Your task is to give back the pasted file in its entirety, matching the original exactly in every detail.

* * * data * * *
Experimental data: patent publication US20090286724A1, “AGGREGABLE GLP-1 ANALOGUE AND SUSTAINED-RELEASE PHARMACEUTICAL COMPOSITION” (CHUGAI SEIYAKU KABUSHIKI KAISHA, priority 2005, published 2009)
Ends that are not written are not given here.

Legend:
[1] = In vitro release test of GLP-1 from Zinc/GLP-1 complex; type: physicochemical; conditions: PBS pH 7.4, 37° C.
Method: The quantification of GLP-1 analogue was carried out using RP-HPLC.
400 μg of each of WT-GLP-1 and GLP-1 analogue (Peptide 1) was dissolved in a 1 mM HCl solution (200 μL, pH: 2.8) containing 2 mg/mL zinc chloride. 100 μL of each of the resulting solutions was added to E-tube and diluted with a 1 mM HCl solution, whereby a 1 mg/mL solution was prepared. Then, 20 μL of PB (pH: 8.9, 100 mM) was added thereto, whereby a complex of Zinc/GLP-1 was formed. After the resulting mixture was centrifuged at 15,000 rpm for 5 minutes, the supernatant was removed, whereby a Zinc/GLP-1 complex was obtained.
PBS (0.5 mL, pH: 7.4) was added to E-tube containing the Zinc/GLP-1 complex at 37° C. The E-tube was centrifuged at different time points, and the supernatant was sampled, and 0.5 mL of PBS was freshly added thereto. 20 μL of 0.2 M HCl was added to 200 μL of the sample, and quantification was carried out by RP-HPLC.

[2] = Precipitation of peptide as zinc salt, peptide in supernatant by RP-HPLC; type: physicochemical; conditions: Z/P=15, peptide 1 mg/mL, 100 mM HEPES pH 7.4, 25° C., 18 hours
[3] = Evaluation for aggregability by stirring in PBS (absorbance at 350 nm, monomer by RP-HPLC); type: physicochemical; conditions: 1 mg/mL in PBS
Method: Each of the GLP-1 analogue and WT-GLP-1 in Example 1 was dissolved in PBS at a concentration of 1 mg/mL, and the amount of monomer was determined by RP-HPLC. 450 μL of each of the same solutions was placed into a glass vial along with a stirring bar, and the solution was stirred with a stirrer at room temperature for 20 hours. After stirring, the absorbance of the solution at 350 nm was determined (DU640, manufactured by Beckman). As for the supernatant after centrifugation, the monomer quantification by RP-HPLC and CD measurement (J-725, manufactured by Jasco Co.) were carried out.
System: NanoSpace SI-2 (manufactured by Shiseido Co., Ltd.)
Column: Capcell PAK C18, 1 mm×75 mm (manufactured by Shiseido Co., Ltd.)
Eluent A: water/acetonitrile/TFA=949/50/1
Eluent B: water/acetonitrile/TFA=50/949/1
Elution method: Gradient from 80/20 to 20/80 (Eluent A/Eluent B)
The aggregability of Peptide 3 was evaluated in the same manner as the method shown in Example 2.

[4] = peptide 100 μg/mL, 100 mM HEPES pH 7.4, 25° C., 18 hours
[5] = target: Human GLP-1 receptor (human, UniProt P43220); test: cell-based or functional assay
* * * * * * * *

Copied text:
Experimental data: patent publication US20090286724A1, “AGGREGABLE GLP-1 ANALOGUE AND SUSTAINED-RELEASE PHARMACEUTICAL COMPOSITION” (CHUGAI SEIYAKU KABUSHIKI KAISHA, priority 2005, published 2009)
Ends that are not written are not given here.

Legend:
[1] = In vitro release test of GLP-1 from Zinc/GLP-1 complex; type: physicochemical; conditions: PBS pH 7.4, 37° C.
Method: The quantification of GLP-1 analogue was carried out using RP-HPLC.
400 μg of each of WT-GLP-1 and GLP-1 analogue (Peptide 1) was dissolved in a 1 mM HCl solution (200 μL, pH: 2.8) containing 2 mg/mL zinc chloride. 100 μL of each of the resulting solutions was added to E-tube and diluted with a 1 mM HCl solution, whereby a 1 mg/mL solution was prepared. Then, 20 μL of PB (pH: 8.9, 100 mM) was added thereto, whereby a complex of Zinc/GLP-1 was formed. After the resulting mixture was centrifuged at 15,000 rpm for 5 minutes, the supernatant was removed, whereby a Zinc/GLP-1 complex was obtained.
PBS (0.5 mL, pH: 7.4) was added to E-tube containing the Zinc/GLP-1 complex at 37° C. The E-tube was centrifuged at different time points, and the supernatant was sampled, and 0.5 mL of PBS was freshly added thereto. 20 μL of 0.2 M HCl was added to 200 μL of the sample, and quantification was carried out by RP-HPLC.

[2] = Precipitation of peptide as zinc salt, peptide in supernatant by RP-HPLC; type: physicochemical; conditions: Z/P=15, peptide 1 mg/mL, 100 mM HEPES pH 7.4, 25° C., 18 hours
[3] = Evaluation for aggregability by stirring in PBS (absorbance at 350 nm, monomer by RP-HPLC); type: physicochemical; conditions: 1 mg/mL in PBS
Method: Each of the GLP-1 analogue and WT-GLP-1 in Example 1 was dissolved in PBS at a concentration of 1 mg/mL, and the amount of monomer was determined by RP-HPLC. 450 μL of each of the same solutions was placed into a glass vial along with a stirring bar, and the solution was stirred with a stirrer at room temperature for 20 hours. After stirring, the absorbance of the solution at 350 nm was determined (DU640, manufactured by Beckman). As for the supernatant after centrifugation, the monomer quantification by RP-HPLC and CD measurement (J-725, manufactured by Jasco Co.) were carried out.
System: NanoSpace SI-2 (manufactured by Shiseido Co., Ltd.)
Column: Capcell PAK C18, 1 mm×75 mm (manufactured by Shiseido Co., Ltd.)
Eluent A: water/acetonitrile/TFA=949/50/1
Eluent B: water/acetonitrile/TFA=50/949/1
Elution method: Gradient from 80/20 to 20/80 (Eluent A/Eluent B)
The aggregability of Peptide 3 was evaluated in the same manner as the method shown in Example 2.

[4] = peptide 100 μg/mL, 100 mM HEPES pH 7.4, 25° C., 18 hours
[5] = target: Human GLP-1 receptor (human, UniProt P43220); test: cell-based or functional assay